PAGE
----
Tuesday, April 25, 2017     Volume: 31, Issue: 39

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Are you concerned about the recent deaths in the SLO County jail?

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New Times / News

The following article was posted on May 4th, 2011, in the New Times - Volume 25, Issue 40 [ Submit a Story ]
The following articles were printed from New Times [newtimesslo.com] - Volume 25, Issue 40

Fishing group hopes To sink harbor manager


The Port San Luis Commercial Fishermen’s Association is seeking to remove Port San Luis Harbor Manager Steve McGrath.

Speaking twice to the Harbor Commission—most recently at the commission’s April 26 meeting—association member Butch Powers stated publicly the organization wanted the district to dump McGrath.

In a subsequent phone interview, Powers, who was appointed to lead an association committee tasked with the anti-McGrath effort, said a lot of little squabbles finally hit a breaking point for some who do business with the district.

“He just finally backed us up in a corner, and we’ve had enough,” Powers told New Times. “We don’t even want to talk to him anymore.”

But McGrath insists he’s unaware of any specific failures and was surprised at the first request that he be replaced.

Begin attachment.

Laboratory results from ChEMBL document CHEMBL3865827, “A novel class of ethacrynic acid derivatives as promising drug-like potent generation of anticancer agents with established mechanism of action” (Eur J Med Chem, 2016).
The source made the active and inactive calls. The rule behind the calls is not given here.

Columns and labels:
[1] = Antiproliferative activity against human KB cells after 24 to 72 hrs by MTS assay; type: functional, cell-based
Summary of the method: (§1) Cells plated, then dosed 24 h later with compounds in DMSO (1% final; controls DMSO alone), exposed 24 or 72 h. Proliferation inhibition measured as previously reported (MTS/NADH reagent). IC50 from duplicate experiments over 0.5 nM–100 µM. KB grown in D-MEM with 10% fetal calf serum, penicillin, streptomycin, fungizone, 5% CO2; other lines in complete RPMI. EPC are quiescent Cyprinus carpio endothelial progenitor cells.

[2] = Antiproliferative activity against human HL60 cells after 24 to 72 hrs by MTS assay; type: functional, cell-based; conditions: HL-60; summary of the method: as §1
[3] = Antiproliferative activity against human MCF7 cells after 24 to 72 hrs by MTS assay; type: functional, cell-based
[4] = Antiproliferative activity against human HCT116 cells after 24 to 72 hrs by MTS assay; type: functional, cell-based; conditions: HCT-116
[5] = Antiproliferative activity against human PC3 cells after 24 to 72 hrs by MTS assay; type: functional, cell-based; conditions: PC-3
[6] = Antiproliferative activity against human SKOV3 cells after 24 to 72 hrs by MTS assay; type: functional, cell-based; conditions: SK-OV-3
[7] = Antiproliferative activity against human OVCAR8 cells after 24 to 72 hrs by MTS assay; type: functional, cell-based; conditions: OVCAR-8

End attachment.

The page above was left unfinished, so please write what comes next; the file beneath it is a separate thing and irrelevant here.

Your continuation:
“If there is a list of grievances—like I said, I haven’t seen it—they haven’t approached me to have a sit down,” said McGrath, who indicated the association’s decision was far from unanimous. “But I’m always willing to listen and balance the needs of the fishing industry here against the resources we have available to us, and the needs of the other users of the port and all of the taxpayers of the district that help support us.”

McGrath joined the district in 2005 as facilities manager, then was appointed by the Harbor Commission as the new harbor manager in late 2007. His current contract is set to expire Nov. 30, 2013.

Tempers have flared recently in the district after McGrath advised district commissioners to close the Harford Pier to vehicle traffic, warning that an aging canopy at the far end of the pier could be toppled by the movement of passenger cars. The pier was briefly closed to vehicle traffic before commissioners—facing a livid public—reversed their decision and opted for other solutions.